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Thousands impacted by 'Pappy'

April 12th, 2014 11:39 pm by Trey Williams

Thousands impacted by 'Pappy'

Darrell “Pappy” Crowe was indeed a second pappy.

Along with being handed down his father’s nickname, Crowe was a father figure to thousands of area youngsters while making Boys Clubs and ballparks their home away from home.

Crowe, who died Tuesday at the age of 75, was an institution in area sports. 

He is the 4-year-old batboy smiling in a Johnson City Soldiers team picture taken at the long-gone Mountain Home ballpark in 1943. And some 24 hours before suffering a heart attack that ultimately proved fatal a couple of weeks ago, Crowe — with his perfect hair and folksy swagger — was all smiles at an umpires’ meeting.

Crowe began umpiring a year after being an all-conference basketball player for Sidney Smallwood at Science Hill in 1957. He was calling with Searle Robbins when Tim McCarver and Memphis Christian Brothers were in Johnson City for the state tournament in 1959. 

Don Lady has umpired 54 years, including games when Joe Shipley’s East Tennessee State played on the Veterans Administration field at Mountain Home, and chuckles at the thought of being Crowe’s understudy.

“Yeah, I didn’t start until 1960,” Lady said.

Lady was at the umpires’ meeting with Crowe the day before his heart attack, and said Crowe was his usual easygoing self while giving Lady a hard time.

“Pappy hollered ‘Dandy Don’ and asked me if I’s gonna do anything,” Lady said. “And the next day he had the heart attack. … It shocked me.”

Lady can still see Crowe making a call at first base with his trademark twist of flamboyance. 

“He’d kick that left leg up in the air and holler, ‘You got him,’” Lady said. “He wouldn’t say, ‘You’re out.’ It was, ‘You got him.’ … Pappy would always say, ‘There he comes, Dandy Don — a dancing dandy.’ He just meant the world to me.”

That sentiment is shared by many. Crowe spent three decades working at the Boys and Girls Clubs of Johnson City and Elizabethton. He also coached everything from Stratton Elementary and North Junior High football to Elizabethton baseball and Cocke County basketball and baseball. In 2006-07, he coached the Kevin Connell-led Gray middle school team to 62 straight wins.

Winning was standard for Crowe. He was the Big Seven coach of the year in 1968 after his first Elizabethton baseball team went 24-6 and tied Dobyns-Bennett and Science Hill for a share of the Cyclones’ first Big Seven Conference title. Pitcher Eddie Stanley (11-1) and first baseman Eddie Randolph (12 home runs, 34 RBIs) were key contributors.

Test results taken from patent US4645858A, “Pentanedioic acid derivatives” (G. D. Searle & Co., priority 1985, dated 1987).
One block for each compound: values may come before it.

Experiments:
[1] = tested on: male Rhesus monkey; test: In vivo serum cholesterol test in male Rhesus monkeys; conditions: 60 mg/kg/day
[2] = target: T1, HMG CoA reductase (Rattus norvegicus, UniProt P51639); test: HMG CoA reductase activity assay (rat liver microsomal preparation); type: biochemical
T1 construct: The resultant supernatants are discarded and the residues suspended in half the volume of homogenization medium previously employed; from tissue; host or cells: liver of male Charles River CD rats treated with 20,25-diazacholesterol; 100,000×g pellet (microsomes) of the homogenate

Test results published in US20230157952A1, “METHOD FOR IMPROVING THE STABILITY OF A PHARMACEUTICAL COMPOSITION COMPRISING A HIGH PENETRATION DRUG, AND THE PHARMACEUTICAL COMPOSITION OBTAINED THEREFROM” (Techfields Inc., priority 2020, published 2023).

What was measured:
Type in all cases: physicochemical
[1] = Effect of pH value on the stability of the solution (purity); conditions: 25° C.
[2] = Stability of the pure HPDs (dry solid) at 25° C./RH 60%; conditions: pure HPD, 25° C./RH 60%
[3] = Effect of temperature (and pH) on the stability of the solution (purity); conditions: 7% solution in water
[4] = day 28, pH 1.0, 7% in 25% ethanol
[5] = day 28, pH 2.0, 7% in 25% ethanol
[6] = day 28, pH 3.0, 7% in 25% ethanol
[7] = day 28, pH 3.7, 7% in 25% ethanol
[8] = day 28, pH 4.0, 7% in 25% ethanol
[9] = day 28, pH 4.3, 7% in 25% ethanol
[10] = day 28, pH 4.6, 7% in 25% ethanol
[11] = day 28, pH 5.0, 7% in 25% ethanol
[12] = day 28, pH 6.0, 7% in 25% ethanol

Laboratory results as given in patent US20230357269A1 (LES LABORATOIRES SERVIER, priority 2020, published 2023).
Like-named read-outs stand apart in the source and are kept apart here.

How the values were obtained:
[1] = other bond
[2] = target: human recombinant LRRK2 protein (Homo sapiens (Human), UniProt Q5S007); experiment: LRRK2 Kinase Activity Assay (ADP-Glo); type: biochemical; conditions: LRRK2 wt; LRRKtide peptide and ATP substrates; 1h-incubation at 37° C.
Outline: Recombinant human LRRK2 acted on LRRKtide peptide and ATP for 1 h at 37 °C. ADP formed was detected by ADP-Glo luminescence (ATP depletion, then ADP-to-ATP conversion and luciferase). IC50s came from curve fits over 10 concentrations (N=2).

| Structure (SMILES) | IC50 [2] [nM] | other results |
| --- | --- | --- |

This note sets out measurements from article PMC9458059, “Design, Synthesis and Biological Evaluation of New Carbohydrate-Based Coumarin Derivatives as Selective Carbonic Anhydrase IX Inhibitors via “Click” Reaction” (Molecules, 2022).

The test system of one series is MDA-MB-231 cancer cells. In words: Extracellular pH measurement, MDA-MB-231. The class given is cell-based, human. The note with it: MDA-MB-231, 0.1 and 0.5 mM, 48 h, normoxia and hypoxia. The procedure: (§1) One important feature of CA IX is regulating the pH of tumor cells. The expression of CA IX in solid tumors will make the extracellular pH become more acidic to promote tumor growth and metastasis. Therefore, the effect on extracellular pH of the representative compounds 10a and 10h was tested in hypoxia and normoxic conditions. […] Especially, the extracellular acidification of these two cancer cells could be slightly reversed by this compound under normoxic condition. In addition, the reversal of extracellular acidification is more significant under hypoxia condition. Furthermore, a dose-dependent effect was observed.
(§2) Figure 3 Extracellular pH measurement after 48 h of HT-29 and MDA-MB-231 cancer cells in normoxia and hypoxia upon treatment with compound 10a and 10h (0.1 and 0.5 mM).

Crowe recalled instructing Randolph to look for a first-pitch fastball that year in a tournament at Oak Ridge, which Elizabethton won. Randolph got the fastball, and 38 years later, Crowe described Randolph’s ensuing blast as if he could still see the ball rocketing above the Atomic City.

“He hit it over the light poles,” Crowe said. “I mean he put it in orbit.”

He enjoyed discussing long home runs, including a few hit when Tary Scott played travel-ball for him. Scott, a David Crockett alum, went on to play in the Boston Red Sox farm system.

Crowe was 48-17 in two seasons with the Cyclones, but left for Newport in 1969. He coached Cocke County’s boys basketball for six years and also coached the girls five of those years. He had a 161-37 record with the boys and won three district titles in six seasons with players as Herman Pruitt and Mike Hannon, who played at East Tennessee State. Cocke County hadn’t won a district since 1949-50, according to the Newport Plain Talk.

Crowe went 87-35 with the girls teams. He also coached the Cocke County baseball team five seasons. The Fighting Cocks had a 23-game win streak in 1974, and compiled a 110-27 record and two district titles in five years under Crowe. 

 “There’s no secret to coaching,” Crowe said during an interview in 2006. “Good players make good coaches.”

It wasn’t quite that simple, says Texas Rangers pitching coordinator Danny Clark, who played and coached for Crowe and worked for him at the Boys Club.

“He knew the game and everybody enjoyed playing for Pappy,” Clark said. “He never chewed us out per se. He never cussed us. He never belittled us. He always made sure that we left the ballpark with a positive. 

“I’ve never met a player who played — or even people who didn’t get to play — who had a bad word to say about Pappy. That’s hard to do.”

But Crowe’s eye for talent, fundamentals and his natural rapport with players was essentially trumped by a distaste for red tape. Seeing things in black and white reassures sticklers, but many lives must be touched in the gray area.

Consequently, Crowe coached the vast majority of his exceptionally talented players during five decades of travel baseball in Connie Mack, Dizzy Dean and Babe Ruth classifications.